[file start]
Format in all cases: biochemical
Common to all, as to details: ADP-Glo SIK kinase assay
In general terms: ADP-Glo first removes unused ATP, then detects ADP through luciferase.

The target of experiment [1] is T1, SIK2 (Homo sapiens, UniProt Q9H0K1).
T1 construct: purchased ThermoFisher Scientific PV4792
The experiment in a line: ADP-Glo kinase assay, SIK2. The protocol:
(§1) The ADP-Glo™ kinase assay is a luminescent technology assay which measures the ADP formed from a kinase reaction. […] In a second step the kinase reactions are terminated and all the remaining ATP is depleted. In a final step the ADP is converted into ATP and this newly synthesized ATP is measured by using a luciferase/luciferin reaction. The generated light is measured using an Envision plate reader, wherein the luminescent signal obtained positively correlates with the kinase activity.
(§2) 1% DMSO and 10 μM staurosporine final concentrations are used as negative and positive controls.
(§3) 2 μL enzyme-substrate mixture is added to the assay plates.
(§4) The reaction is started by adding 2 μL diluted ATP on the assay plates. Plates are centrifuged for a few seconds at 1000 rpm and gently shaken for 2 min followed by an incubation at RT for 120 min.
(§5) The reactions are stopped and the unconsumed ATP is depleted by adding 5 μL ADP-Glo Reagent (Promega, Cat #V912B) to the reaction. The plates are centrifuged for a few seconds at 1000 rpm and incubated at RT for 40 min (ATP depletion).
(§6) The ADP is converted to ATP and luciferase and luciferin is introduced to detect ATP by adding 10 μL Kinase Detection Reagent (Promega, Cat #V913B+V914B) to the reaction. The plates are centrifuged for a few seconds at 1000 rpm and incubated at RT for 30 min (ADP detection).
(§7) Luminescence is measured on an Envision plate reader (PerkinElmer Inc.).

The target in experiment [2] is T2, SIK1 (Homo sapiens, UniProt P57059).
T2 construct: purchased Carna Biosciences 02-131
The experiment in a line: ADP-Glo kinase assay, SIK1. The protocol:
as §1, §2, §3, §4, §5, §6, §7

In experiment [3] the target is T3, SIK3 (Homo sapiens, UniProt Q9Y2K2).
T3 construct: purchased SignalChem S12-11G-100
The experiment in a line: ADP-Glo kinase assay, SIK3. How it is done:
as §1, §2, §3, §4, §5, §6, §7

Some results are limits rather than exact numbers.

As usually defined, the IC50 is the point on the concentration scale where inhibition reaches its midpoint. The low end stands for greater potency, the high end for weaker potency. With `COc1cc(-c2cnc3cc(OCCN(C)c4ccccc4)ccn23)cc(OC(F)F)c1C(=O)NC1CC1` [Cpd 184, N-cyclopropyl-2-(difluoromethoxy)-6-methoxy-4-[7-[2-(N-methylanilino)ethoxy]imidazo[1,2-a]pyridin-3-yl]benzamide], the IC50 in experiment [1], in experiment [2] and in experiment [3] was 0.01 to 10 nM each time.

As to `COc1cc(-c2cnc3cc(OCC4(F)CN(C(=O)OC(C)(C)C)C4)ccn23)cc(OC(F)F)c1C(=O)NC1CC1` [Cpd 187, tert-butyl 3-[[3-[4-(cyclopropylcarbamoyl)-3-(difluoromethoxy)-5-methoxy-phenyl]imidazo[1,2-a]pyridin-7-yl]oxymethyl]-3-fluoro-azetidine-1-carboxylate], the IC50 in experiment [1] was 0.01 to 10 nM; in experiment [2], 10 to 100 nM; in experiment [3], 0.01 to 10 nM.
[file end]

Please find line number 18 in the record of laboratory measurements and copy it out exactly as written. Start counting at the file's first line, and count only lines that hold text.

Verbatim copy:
In experiment [3] the target is T3, SIK3 (Homo sapiens, UniProt Q9Y2K2).